What happens to a will if there’s a name change in Pennsylvania?

name change in will

Many people undergo name changes for a number of reasons. Whether it is a personal reason or they change their last name after getting married, this can pose issues when executing a will. If you are concerned about a beneficiary who recently changed their name and how it will impact their ability to receive their inheritance, you’ll want to keep reading to understand the implications of these circumstances. You’ll also discover how PA wills, trusts & estates attorneys can help answer any questions you may have about the estate planning process.

Does a name change invalidate a will?

In most instances, a name change, or even a slight misspelling, will not impact a will. For example, if you leave a percentage of your estate to your daughter, Alice Smith, but she gets married and changes her name to Alice Green, it is still understood that your intention was to leave it to your daughter. This means the executor of your will would be able to distribute Alice’s inheritance without a problem.

While uncommon, some courts may require the beneficiary to show proof of a name change. This could be their birth certificate and marriage license.

When could it be a problem?

Though somewhat uncommon, problems can arise if a beneficiary changes their name. For example, if you leave your entire estate to Alice Smith but have a niece with the same name, your executor will not know who the intended recipient is, as your daughter is now Alice Green. If the executor cannot determine which individual you intended to leave your estate to, three things could happen:

  • The state could invalidate your will, leaving your estate in intestacy
  • The state could rectify your will
  • Your executor could distribute the assets to the wrong person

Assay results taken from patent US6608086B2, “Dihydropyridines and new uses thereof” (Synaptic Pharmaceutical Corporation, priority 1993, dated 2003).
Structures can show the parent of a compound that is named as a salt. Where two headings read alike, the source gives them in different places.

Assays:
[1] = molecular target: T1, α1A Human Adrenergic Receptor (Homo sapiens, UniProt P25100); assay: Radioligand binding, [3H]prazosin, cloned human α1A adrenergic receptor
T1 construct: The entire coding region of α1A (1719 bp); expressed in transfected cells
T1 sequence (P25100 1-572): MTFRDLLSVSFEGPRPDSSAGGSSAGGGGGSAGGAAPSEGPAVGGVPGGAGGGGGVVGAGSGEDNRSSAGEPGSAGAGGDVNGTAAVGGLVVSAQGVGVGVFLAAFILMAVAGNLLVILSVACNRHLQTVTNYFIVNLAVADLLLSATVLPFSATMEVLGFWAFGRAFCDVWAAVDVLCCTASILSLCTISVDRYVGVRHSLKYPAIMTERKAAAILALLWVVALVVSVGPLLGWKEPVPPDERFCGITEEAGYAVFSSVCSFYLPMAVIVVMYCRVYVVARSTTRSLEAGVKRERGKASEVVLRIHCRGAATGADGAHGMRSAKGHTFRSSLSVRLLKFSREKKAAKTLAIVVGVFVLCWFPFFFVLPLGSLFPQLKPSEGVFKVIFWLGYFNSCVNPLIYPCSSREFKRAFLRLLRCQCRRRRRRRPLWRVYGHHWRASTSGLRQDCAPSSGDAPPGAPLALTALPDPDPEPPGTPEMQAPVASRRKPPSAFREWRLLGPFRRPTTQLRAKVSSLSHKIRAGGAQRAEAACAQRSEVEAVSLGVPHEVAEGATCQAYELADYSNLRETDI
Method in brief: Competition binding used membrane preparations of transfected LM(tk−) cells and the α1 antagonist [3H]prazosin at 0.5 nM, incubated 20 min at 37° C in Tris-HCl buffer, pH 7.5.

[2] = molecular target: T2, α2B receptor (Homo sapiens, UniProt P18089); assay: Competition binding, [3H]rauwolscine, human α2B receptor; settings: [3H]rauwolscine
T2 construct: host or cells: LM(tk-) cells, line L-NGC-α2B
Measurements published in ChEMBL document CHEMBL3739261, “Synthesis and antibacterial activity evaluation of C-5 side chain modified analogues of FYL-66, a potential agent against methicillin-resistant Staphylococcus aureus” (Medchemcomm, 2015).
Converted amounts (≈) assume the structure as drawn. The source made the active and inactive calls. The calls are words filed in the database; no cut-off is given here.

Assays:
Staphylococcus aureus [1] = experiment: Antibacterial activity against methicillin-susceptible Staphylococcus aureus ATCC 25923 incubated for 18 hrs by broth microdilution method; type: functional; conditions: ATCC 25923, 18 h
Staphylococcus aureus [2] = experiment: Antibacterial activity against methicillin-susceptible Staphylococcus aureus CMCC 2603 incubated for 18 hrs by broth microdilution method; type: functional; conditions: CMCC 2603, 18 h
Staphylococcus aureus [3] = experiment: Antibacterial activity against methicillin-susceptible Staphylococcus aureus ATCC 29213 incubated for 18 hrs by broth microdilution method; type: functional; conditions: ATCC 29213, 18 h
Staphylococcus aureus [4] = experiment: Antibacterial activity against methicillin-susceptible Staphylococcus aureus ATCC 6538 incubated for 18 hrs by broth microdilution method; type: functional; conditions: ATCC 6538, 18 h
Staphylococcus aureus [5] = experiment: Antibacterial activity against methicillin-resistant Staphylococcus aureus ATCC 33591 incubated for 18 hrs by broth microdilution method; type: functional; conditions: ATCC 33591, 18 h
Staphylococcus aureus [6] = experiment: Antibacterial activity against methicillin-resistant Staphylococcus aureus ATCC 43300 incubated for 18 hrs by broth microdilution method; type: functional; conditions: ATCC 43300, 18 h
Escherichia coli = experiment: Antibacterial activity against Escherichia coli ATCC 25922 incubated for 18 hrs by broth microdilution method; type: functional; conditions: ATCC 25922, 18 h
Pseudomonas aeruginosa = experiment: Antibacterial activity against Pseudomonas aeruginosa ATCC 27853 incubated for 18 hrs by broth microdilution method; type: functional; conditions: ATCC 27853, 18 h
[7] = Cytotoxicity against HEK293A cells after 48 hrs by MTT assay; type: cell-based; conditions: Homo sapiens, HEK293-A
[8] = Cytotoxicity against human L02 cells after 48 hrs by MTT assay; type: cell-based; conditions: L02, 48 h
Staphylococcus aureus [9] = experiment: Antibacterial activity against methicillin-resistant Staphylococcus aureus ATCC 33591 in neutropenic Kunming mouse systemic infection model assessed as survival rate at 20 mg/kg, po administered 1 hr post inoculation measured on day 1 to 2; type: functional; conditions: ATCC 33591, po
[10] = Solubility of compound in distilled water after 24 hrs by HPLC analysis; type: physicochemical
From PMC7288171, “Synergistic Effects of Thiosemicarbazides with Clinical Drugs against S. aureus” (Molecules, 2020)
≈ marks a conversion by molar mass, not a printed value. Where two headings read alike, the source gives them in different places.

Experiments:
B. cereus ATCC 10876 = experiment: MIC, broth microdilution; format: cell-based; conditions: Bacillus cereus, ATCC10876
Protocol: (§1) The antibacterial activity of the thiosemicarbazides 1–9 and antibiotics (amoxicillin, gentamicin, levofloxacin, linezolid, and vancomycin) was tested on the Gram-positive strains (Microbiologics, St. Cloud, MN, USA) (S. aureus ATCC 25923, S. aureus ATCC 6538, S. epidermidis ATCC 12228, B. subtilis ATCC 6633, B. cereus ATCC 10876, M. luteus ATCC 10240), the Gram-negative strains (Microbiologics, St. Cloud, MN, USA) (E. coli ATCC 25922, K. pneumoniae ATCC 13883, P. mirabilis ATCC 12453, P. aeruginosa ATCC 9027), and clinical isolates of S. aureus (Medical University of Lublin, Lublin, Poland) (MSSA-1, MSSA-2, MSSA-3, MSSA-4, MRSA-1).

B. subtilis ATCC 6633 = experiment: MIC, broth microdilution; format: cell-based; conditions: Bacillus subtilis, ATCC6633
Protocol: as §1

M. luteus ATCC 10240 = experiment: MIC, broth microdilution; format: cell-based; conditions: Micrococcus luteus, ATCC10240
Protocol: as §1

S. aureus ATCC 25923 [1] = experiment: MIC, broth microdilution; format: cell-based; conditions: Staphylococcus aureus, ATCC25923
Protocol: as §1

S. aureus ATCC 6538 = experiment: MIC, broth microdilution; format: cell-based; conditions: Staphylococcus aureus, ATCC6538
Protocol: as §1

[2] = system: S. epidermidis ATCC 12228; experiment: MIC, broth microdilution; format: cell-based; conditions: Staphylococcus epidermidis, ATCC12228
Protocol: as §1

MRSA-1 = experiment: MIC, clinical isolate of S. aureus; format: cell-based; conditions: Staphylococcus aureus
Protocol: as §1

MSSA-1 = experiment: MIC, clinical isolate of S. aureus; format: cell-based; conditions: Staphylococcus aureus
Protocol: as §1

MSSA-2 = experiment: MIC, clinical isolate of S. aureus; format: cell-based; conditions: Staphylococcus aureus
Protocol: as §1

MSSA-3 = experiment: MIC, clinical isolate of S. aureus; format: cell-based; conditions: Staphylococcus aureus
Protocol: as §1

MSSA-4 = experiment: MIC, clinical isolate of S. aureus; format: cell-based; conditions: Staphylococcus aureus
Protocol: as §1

How can I avoid issues with my will?

If you are worried about issues with your will after you pass away, doing what you can to make your estate plan airtight is essential. Doing so under the guidance of a Philidelphia estates attorney is a great way to avoid potential issues with your plan.

You can also specify your relationship to the beneficiaries you name, which can help make it easier for your executor to understand who the intended recipient is. For example, you could say that you wish to leave your entire estate “to my only daughter, Alice Smith.” As will executors distribute based on the creator’s intent, this helps ensure your wishes are met. Another option is to update your estate plan to include name changes by adding a simple codicil.

When you need help creating, updating, or executing a will, Friedman Schuman is here to help. We understand that estate planning can be complex, so let our dedicated legal team guide you through the process. Contact us today to learn more about how we can assist you.

News & Resources
What is the burden of proof in a personal injury case?

Were you hurt due to another person's negligence? If so, you must fulfill the burden of proof. Unsure what this entails? This…

Read more
What should I know about estate planning and dementia?

If you are worried about dementia, understanding the importance of estate planning is critical. Keep reading to learn what you should know.

Read more
Friedman Schuman - Personal Injury, Medical Malpractice, Real Estate, Corporate & Business Law, Financial Services, Wills, Trusts & Estates
Contact Friedman Schuman!